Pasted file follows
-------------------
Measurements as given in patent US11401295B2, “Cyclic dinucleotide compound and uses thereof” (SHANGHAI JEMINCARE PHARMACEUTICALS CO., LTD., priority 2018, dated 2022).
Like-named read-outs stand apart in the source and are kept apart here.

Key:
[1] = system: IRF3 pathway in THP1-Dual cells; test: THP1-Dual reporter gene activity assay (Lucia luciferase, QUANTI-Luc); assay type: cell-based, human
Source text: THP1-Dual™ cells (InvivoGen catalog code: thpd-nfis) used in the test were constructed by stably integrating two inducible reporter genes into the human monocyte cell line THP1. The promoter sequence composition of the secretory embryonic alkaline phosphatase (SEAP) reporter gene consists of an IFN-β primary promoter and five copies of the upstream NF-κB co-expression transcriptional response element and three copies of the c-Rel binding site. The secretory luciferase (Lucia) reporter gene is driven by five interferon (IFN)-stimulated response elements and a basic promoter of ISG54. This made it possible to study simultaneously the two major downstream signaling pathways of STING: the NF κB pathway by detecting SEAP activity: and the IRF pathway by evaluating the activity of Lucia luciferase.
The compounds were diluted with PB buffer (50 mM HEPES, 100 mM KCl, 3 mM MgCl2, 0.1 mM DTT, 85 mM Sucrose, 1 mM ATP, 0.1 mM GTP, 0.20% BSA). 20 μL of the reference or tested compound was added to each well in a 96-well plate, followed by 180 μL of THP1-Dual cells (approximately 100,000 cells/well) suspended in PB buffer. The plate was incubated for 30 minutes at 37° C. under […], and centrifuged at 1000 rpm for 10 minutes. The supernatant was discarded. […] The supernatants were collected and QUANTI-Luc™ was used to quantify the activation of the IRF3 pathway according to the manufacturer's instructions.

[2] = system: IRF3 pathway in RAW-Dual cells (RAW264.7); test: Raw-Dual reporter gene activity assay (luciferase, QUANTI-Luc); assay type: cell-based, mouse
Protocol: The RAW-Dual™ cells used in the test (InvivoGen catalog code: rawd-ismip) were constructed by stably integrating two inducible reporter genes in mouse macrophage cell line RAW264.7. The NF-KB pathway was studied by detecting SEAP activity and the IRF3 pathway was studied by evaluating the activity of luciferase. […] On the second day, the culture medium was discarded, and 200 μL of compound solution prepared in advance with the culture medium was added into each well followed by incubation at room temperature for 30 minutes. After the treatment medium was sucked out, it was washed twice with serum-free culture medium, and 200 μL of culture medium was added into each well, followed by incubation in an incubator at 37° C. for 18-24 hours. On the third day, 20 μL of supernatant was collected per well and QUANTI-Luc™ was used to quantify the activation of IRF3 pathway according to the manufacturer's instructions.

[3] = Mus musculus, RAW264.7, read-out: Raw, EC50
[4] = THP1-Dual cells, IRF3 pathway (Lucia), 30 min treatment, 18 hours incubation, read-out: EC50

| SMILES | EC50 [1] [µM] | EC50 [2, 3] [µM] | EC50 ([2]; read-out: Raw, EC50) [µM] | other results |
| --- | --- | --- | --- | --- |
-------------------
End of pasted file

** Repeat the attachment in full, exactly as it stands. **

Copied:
Measurements as given in patent US11401295B2, “Cyclic dinucleotide compound and uses thereof” (SHANGHAI JEMINCARE PHARMACEUTICALS CO., LTD., priority 2018, dated 2022).
Like-named read-outs stand apart in the source and are kept apart here.

Key:
[1] = system: IRF3 pathway in THP1-Dual cells; test: THP1-Dual reporter gene activity assay (Lucia luciferase, QUANTI-Luc); assay type: cell-based, human
Source text: THP1-Dual™ cells (InvivoGen catalog code: thpd-nfis) used in the test were constructed by stably integrating two inducible reporter genes into the human monocyte cell line THP1. The promoter sequence composition of the secretory embryonic alkaline phosphatase (SEAP) reporter gene consists of an IFN-β primary promoter and five copies of the upstream NF-κB co-expression transcriptional response element and three copies of the c-Rel binding site. The secretory luciferase (Lucia) reporter gene is driven by five interferon (IFN)-stimulated response elements and a basic promoter of ISG54. This made it possible to study simultaneously the two major downstream signaling pathways of STING: the NF κB pathway by detecting SEAP activity: and the IRF pathway by evaluating the activity of Lucia luciferase.
The compounds were diluted with PB buffer (50 mM HEPES, 100 mM KCl, 3 mM MgCl2, 0.1 mM DTT, 85 mM Sucrose, 1 mM ATP, 0.1 mM GTP, 0.20% BSA). 20 μL of the reference or tested compound was added to each well in a 96-well plate, followed by 180 μL of THP1-Dual cells (approximately 100,000 cells/well) suspended in PB buffer. The plate was incubated for 30 minutes at 37° C. under […], and centrifuged at 1000 rpm for 10 minutes. The supernatant was discarded. […] The supernatants were collected and QUANTI-Luc™ was used to quantify the activation of the IRF3 pathway according to the manufacturer's instructions.

[2] = system: IRF3 pathway in RAW-Dual cells (RAW264.7); test: Raw-Dual reporter gene activity assay (luciferase, QUANTI-Luc); assay type: cell-based, mouse
Protocol: The RAW-Dual™ cells used in the test (InvivoGen catalog code: rawd-ismip) were constructed by stably integrating two inducible reporter genes in mouse macrophage cell line RAW264.7. The NF-KB pathway was studied by detecting SEAP activity and the IRF3 pathway was studied by evaluating the activity of luciferase. […] On the second day, the culture medium was discarded, and 200 μL of compound solution prepared in advance with the culture medium was added into each well followed by incubation at room temperature for 30 minutes. After the treatment medium was sucked out, it was washed twice with serum-free culture medium, and 200 μL of culture medium was added into each well, followed by incubation in an incubator at 37° C. for 18-24 hours. On the third day, 20 μL of supernatant was collected per well and QUANTI-Luc™ was used to quantify the activation of IRF3 pathway according to the manufacturer's instructions.

[3] = Mus musculus, RAW264.7, read-out: Raw, EC50
[4] = THP1-Dual cells, IRF3 pathway (Lucia), 30 min treatment, 18 hours incubation, read-out: EC50

| SMILES | EC50 [1] [µM] | EC50 [2, 3] [µM] | EC50 ([2]; read-out: Raw, EC50) [µM] | other results |
| --- | --- | --- | --- | --- |